Having a high frame rate certainly increases the odds of capturing the animal just at the right time.
Soon all we can see is the top of his tail. I can't believe just how long the grass is!
It looks like he is making his way towards the road.
Could we be lucky?
There he goes, between the cars!
He re-emerges briefly the other side of the road, and disappears into the bush for the night.
We really need to get going anyway, as the day draws to a close.
We make a brief stop at a very exciting lifer - the Green Winged Pytillia
There is not much of a sunset tonight, but Malisa does stop a couple of times for me to photograph some dramatic cloud formations.
Looks like rain in the distance
My lips feel very sore this evening when I get back to the tent. After a couple of incidents over the years, my bottom lip in particular has developed photosensitive dermatitis, and I am quite paranoid that they have become sunburnt. Three years ago an innocent sunburn turned into a secondary infection covering my entire mouth is open sores, something I really don't want a repeat of.
My arms are itching like mad and I soon discover why – the bites from those horrible little tsetse flies have turned into blisters and angry red patches. I smother them in antihistamine cream and hope they get better overnight.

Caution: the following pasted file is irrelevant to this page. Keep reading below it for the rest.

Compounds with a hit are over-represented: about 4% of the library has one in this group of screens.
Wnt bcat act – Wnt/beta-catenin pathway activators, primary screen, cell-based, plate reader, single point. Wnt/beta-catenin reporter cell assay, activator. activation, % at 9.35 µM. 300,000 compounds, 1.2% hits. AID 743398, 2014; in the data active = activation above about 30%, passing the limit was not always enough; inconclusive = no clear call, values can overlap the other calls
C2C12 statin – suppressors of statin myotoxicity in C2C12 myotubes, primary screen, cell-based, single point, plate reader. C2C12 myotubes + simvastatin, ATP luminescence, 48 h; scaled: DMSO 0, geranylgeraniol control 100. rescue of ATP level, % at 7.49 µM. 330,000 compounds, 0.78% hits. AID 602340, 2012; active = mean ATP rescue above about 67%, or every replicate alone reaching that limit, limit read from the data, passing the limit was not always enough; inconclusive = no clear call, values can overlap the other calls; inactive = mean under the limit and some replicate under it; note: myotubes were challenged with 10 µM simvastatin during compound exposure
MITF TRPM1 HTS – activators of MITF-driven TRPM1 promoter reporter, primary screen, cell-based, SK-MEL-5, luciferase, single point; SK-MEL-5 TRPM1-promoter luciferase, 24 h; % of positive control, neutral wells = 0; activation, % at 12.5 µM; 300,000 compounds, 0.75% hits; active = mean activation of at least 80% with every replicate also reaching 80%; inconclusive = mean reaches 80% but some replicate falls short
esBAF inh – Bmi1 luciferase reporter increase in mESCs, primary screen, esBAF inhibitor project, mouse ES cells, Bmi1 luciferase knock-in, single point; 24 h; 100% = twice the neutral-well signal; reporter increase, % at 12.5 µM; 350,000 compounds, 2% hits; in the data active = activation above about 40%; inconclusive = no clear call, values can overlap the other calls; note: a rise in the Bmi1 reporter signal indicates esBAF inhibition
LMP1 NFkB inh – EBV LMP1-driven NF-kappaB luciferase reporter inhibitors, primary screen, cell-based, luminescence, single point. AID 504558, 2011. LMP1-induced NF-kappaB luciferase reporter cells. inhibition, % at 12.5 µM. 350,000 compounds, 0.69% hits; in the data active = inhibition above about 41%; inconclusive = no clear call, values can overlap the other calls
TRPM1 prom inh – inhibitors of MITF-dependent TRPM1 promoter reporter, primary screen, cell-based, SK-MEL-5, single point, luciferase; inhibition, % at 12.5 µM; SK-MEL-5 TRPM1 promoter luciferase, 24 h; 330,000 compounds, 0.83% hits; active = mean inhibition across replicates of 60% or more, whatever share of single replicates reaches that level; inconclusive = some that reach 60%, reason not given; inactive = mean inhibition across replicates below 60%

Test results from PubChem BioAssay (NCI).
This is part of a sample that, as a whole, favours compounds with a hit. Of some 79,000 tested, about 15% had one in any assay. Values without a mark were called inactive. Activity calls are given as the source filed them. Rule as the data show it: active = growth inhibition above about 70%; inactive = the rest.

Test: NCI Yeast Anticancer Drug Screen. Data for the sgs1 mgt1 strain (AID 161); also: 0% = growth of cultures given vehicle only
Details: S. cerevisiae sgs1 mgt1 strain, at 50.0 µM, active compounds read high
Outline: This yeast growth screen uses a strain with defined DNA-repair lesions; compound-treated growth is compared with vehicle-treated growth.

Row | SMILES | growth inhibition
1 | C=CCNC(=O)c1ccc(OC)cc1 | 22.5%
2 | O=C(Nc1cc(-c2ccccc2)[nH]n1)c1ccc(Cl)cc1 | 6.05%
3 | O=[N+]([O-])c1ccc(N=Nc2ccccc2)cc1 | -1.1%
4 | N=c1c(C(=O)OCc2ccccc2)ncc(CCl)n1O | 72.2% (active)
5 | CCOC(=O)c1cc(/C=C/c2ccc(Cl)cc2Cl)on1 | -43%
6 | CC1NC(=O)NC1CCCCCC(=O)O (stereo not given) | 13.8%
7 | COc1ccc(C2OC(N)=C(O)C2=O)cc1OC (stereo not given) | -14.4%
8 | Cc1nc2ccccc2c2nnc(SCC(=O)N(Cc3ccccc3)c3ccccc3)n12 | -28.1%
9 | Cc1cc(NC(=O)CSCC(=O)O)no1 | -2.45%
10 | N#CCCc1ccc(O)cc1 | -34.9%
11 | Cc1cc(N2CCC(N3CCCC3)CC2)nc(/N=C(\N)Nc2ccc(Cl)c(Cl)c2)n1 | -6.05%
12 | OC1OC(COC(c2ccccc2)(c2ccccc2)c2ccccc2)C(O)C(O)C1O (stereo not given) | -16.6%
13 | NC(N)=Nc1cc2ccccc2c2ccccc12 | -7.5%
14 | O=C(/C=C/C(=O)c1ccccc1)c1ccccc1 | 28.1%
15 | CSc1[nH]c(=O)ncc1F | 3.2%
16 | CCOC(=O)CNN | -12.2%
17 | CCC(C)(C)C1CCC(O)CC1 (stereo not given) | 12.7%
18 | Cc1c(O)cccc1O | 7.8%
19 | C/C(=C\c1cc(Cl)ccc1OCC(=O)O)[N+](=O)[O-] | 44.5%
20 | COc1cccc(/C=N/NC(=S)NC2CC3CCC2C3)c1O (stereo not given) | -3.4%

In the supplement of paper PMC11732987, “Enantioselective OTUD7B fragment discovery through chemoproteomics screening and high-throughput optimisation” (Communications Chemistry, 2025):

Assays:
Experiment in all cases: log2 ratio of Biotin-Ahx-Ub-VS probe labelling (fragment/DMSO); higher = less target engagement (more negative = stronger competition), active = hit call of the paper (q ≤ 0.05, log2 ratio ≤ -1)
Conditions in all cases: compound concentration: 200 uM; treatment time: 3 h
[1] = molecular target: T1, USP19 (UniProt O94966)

We have company this evening in the restaurant: a Swedish couple and their driver.
After another delicious dinner, starting with green banana soup (which tastes much better than it sounds); we retire to bed to the sounds of a not-so-distant lion.
Main course: tender steak with croquette potatoes, vegetables and a fruity salad
We took breakfast in the hotel this morning, but for lunch we have the first of many picnic boxes we will enjoy on this trip. We climb to the top of a small hill where picnic tables have been arranged overlooking Big Momella Lake.
We are joined for lunch by this damselfly.
And a Speckled Mousebird, trying its best to hide behind a thin branch.
They may be 'just a chicken', but their babies are cute – a family of guineafowl attempt to cross a muddy path.
Some of you will already know the story behind the 'just a chicken' comment: many years ago in a vehicle in Sikkim, India, David exclaims: “Oh look, a colourful bird!” With more than a hint of disdain in his voice, the driver replies: “It's a chicken!” Malisa has cottoned on to the joke (as did Lyn and Chris when they travelled with us a couple of times on safari) and every time we see a guineafowl, at least one of us makes this 'joke'.
As I mentioned in yesterday's post, one of the main reasons for visiting Arusha National Park on this trip, is to see the flamingos that spend part of the year on Big Momella Lake.